The starting salary for DVMs and veterinary service professionals has been rising yearly since 2014. Because of rising income, large disability coverage gaps emerge, leaving DVMs and their families more vulnerable if disability occurs.

1 in 6 veterinarians have considered suicide, according to the Centers for Disease Control and Prevention. Additionally, veterinarians are more likely to take their own lives than the general population; male veterinarians are 1.6 times more likely to die by suicide and women 2.4 times. These tragic numbers may be influenced by:

Avoidable Euthanizations

Although the pet insurance industry is growing, many pet owners still go without it. That puts veterinarians in the unthinkable position of having to euthanize animals that could be treated if only their owners could manage the cost.

Verbal and Digital Abuse

Vets experience verbal and online abuse from distraught pet owners for not providing life-saving care for free, abuse that undoubtedly strains their mental and emotional well-being.

Too many disability policies–even ones offered by well-intended employers–exclude benefits for mental health-related claims. That’s why it’s crucial for empathetic veterinary employers, and the brokers that serve them, to seek and contract with disability carriers that not only include mental health coverage in their policies but also exclude lifetime maximums for mental health-related claims.

MGIS Provides Disability Insurance for Veterinarians

MGIS designed Disability Guard for Doctors™ for veterinarians and other healthcare professionals. This coverage mirrors key provisions of individual disability insurance (IDI) while providing underwriting and cost advantages associated with group disability insurance. Features important to veterinarians include:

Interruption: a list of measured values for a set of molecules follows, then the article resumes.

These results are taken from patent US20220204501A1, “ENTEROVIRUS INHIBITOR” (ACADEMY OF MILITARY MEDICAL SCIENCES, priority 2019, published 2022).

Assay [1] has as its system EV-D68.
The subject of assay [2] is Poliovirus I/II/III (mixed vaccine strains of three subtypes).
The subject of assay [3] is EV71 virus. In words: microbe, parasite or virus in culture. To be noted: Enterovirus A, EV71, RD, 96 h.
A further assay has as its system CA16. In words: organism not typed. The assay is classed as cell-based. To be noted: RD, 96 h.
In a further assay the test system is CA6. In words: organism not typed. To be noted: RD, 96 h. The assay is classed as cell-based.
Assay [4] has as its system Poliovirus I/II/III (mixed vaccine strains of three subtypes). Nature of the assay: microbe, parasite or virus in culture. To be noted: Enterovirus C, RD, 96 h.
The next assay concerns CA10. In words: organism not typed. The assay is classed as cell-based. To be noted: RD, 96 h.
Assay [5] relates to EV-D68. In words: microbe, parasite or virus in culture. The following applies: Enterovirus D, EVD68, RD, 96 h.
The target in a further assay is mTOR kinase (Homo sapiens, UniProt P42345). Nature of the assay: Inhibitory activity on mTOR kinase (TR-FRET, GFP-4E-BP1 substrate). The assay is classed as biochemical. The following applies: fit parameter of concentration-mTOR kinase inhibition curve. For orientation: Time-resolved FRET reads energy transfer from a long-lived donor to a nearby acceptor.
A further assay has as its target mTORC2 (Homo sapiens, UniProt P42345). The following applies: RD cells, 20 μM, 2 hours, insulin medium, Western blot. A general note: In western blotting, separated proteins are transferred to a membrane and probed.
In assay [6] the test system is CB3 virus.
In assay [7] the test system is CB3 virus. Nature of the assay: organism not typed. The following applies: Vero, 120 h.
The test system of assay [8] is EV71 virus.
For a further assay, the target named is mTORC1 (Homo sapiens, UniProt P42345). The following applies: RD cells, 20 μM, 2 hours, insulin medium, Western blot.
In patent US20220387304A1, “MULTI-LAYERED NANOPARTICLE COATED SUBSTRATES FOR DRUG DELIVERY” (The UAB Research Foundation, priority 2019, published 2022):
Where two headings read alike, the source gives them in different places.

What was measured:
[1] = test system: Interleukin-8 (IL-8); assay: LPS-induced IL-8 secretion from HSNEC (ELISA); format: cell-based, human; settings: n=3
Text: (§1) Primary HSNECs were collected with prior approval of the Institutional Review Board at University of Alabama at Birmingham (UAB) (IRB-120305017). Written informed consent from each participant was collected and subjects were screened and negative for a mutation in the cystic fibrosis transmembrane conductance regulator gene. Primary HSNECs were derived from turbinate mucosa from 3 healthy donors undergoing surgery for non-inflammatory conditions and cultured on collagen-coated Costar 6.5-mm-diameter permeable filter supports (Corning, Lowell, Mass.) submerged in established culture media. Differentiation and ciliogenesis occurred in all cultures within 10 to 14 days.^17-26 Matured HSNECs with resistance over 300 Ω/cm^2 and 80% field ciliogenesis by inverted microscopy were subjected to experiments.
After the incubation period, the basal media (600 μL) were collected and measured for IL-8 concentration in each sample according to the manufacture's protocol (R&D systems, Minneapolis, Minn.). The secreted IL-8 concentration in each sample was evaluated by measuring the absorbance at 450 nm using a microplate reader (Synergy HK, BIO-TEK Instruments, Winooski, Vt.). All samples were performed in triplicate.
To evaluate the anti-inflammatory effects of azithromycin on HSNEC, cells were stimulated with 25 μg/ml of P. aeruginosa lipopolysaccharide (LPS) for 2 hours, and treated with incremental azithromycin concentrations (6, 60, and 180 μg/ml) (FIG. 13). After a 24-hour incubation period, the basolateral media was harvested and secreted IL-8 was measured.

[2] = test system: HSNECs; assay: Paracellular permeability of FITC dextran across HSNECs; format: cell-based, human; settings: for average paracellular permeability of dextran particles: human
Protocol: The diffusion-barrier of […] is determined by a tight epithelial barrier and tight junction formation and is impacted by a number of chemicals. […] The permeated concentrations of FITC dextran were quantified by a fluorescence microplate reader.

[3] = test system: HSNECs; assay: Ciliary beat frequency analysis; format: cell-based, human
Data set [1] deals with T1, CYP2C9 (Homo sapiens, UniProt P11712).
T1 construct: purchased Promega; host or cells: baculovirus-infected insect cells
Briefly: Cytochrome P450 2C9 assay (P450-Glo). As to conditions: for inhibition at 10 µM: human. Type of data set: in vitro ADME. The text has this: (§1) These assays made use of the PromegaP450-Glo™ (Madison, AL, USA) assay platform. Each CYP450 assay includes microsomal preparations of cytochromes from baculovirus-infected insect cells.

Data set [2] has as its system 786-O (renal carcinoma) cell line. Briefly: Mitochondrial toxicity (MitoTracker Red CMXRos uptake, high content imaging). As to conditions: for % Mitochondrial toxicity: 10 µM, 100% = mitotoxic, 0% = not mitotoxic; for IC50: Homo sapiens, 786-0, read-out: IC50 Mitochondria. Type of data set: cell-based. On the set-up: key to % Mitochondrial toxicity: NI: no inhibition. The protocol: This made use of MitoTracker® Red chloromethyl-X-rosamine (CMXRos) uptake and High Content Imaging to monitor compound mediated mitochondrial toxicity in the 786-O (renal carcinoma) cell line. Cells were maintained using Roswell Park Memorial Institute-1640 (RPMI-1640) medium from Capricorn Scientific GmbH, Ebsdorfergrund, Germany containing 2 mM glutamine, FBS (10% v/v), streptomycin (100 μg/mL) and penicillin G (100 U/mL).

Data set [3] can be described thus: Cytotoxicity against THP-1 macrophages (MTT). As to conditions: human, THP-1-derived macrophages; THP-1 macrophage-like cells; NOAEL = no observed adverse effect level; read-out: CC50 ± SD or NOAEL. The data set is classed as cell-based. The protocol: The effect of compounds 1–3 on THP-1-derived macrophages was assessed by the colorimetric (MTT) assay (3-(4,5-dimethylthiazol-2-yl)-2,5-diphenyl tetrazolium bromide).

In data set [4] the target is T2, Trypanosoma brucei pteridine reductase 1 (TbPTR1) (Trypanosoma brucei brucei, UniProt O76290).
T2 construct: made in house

• Extended “own occupation” definition of disability allows for a more comprehensive coverage trigger for disability that renders an employee unable to perform the majority of the occupational duties in their trained field.
  • Favorable earnings definition and lagged earnings, meaning pre-disability earnings are defined using bonuses, partnership income, and any other earnings for work performed with the employer beyond base salary.
  • “Best of both worlds” partial disability benefits provide a 12- to 24-month return-to-work (RTW) incentive period. Following the RTW period, partial disability benefits are qualified using a “best of both worlds” calculation.
  • No mandatory rehabilitation requirement. Traditional LTD carriers require a claimant to follow an insurance company-approved rehabilitation program or face losing benefits. MGIS does not require it.
  • Per-occurrence mental, nervous, and drug and alcohol (MNDA) provisions, given DVMs’ increased likelihood for mental health-related disabilities (detailed above), veterinarians should look for per-occurrence MDNA limitations, not lifetime maximums.
  • Guaranteed-issue underwriting.
  • Accelerated Elimination Period Benefit pays benefits to a claimant who has been continuously hospitalized for at least 14 days within 48 hours of the start of a disability and who remains totally disabled throughout the elimination period.
  •  Dedicated claims team that focuses solely on veterinarian and doctor claims.

DVMs and other veterinarians have unique disability insurance needs. By offering Disability Guard for Doctors™ insurance brokers can grow their business, and employers can recruit and retain veterinarian employees.

Veterinarians enter the profession to save lives–not to manage the complicated policy nuances of disability insurance. MGIS creates invaluable income protection policies and peace of mind for veterinary professionals.